As the Conservative government rejigs its 2015/16 budget, delayed until April to deal with the impact of falling oil prices on tax revenue, a group of women is reviving an effort to exempt feminine hygiene products from GST, a move that could cost Ottawa millions.
Proponents say it’s unjust and discriminatory to class tampons, sanitary napkins and other products women use during their menstrual periods as luxury items for taxation purposes.
“It’s a product that women and girls use, and there’s not a whole lot of choice, and it should not be taxed, particularly when you look at the fact that items like incontinence products are not taxed,” says Ontario New Democrat MP Irene Mathyssen, whose private member’s bill C-282 on the issue was first introduced in 2011.
The proposal has been floating around for more than a decade in the form of NDP-sponsored bills. The latest version revives a previous attempt by Judy Wasylycia-Leis, then a Winnipeg MP.
“I think it’s an important issue,” Mathyssen told Yahoo Canada News in an interview Wednesday.
“Judy said at the time it’s a gender-based tax. It’s women and girls who pay this GST because the government doesn’t regard them as essential. In fact, they’re considered as luxury items.”
For Mathyssen, the absurdity is underscored by the fact wedding cakes and jars of cocktail cherries are exempted from the GST as food items.
Mathyssen’s bill is unlikely to be debated before the scheduled fall election but nonetheless is getting support via a petition that’s garnered more than 40,000 online signatures in the last couple of weeks.
Petition organizer Jill Piebiak told Yahoo Canada News her group hopes to get 50,000 signatures by March and deliver printed versions to Parliament. It’s modeled on similar recent petitions in Australia and Britain, where the value-added tax on the products was reduced a few years ago but not eliminated.
Treat tampons like incontinence products, says advocate
Piebiak said she doesn’t understand why tampons and related products aren’t the same as exempted incontinence pads and adult diapers.
“The government recognizes that [users can’t do without them] but it doesn’t recognize that anybody who has their period needs to use these products every month for about 40 years of their lives to live a public life,” she said.
According to data collected by Piebiak’s group, women aged 12-49 bought almost $520 million in menstrual products last year, from which Ottawa collected about $36 million in GST. Most provinces do not have sales tax on them.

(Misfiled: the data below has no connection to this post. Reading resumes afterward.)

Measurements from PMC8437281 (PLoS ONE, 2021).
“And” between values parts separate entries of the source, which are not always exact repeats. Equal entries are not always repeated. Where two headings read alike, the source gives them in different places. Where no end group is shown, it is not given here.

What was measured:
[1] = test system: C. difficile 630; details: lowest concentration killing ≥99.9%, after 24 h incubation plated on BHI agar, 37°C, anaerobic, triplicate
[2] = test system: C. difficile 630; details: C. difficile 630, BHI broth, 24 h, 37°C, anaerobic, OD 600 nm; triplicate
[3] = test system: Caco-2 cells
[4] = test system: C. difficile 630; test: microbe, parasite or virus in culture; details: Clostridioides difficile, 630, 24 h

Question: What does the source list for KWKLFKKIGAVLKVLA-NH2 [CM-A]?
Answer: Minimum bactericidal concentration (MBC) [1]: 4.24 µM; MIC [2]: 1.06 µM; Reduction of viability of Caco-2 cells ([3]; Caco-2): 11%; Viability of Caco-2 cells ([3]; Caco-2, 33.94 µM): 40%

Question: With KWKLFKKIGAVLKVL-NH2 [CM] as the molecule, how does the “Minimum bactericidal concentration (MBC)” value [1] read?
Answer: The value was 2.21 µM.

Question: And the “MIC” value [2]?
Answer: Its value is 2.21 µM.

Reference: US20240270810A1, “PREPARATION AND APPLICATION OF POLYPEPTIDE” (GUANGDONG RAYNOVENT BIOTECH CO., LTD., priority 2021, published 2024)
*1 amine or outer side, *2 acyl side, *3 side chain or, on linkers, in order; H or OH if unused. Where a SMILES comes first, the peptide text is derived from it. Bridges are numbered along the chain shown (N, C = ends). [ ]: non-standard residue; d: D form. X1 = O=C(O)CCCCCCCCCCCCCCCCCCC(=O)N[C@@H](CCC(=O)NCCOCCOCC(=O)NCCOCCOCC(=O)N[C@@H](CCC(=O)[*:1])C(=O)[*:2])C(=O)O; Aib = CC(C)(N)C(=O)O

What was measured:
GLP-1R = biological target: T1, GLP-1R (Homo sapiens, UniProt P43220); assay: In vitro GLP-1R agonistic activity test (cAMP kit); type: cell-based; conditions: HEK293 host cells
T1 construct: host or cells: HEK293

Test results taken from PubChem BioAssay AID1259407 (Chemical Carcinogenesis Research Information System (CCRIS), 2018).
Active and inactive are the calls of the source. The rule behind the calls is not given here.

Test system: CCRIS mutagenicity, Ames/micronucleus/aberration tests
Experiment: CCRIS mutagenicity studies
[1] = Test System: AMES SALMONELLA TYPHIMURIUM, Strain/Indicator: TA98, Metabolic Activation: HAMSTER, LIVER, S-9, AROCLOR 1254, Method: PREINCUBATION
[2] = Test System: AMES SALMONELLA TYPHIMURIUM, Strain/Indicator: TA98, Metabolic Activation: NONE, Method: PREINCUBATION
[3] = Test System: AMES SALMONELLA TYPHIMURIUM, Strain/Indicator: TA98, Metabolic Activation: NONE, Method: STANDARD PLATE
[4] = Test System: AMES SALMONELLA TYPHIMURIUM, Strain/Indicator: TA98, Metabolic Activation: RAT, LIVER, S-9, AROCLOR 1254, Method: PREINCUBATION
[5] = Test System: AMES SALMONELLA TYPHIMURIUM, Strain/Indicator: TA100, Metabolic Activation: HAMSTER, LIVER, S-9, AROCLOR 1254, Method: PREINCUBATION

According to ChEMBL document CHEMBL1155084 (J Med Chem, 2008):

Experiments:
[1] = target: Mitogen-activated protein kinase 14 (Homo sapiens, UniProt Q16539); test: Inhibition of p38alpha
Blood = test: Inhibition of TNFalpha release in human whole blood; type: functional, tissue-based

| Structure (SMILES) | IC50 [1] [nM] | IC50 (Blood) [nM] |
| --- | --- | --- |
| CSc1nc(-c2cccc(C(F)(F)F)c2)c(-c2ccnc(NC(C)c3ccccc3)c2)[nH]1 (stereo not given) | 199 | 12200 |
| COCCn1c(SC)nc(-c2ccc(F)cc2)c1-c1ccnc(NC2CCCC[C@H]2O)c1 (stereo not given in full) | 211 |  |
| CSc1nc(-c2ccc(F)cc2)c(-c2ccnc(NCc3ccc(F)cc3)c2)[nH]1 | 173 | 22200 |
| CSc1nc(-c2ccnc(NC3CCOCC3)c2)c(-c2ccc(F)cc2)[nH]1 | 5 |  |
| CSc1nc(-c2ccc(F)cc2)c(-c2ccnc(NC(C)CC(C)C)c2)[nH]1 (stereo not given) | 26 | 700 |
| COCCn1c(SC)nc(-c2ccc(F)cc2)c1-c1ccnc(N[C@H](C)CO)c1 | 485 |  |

The petition is directed at the office of Revenue Minister Kerry-Lynne Findlay but a spokesperson in her office told Yahoo Canada News that, essentially, it wasn’t their department. We just collect the taxes; we don’t make tax policy. Try the Finance Department.
A spokesman for Finance also sloughed off the question.
“As you might suspect, the department does not comment on proposed policies, particularly in the months leading up to a budget,” assistant media relations chief David Barnabe said via email.
Barnabe pointed out Canadians can make their views about the upcoming budget known via the department’s online consultation web page.
Status of women minister mum on tax plea
There was no comment, either, from the office of Kellie Leitch, minister of status of women, which noted the petition was aimed at Findlay. That response surprised Piebiak, who would have thought the minister responsible for women’s issues might have something to say.
“This is something that’s a tax that affects only one half of the population,” she said. There really isn’t another example of an essential product that discriminates that way.
“So I would expect that somebody whose job description is the status of women in Canada would be interested in issues that Canadian women and their allies pushing for.”
Mathyssen said her attempts to raise the issue’s profile within the government have also resulted in more passing-of-the-buck.
“They’re not interested in these fairness issues,” she said, while conceding the previous Liberal government wasn’t much interested either. “This has no resonance with them and that’s the frustration.”
If it’s a matter of the government having to preserve its revenue stream as resource-based taxes dry up, Mathyssen has a solution.
“I say tax the wedding cakes.”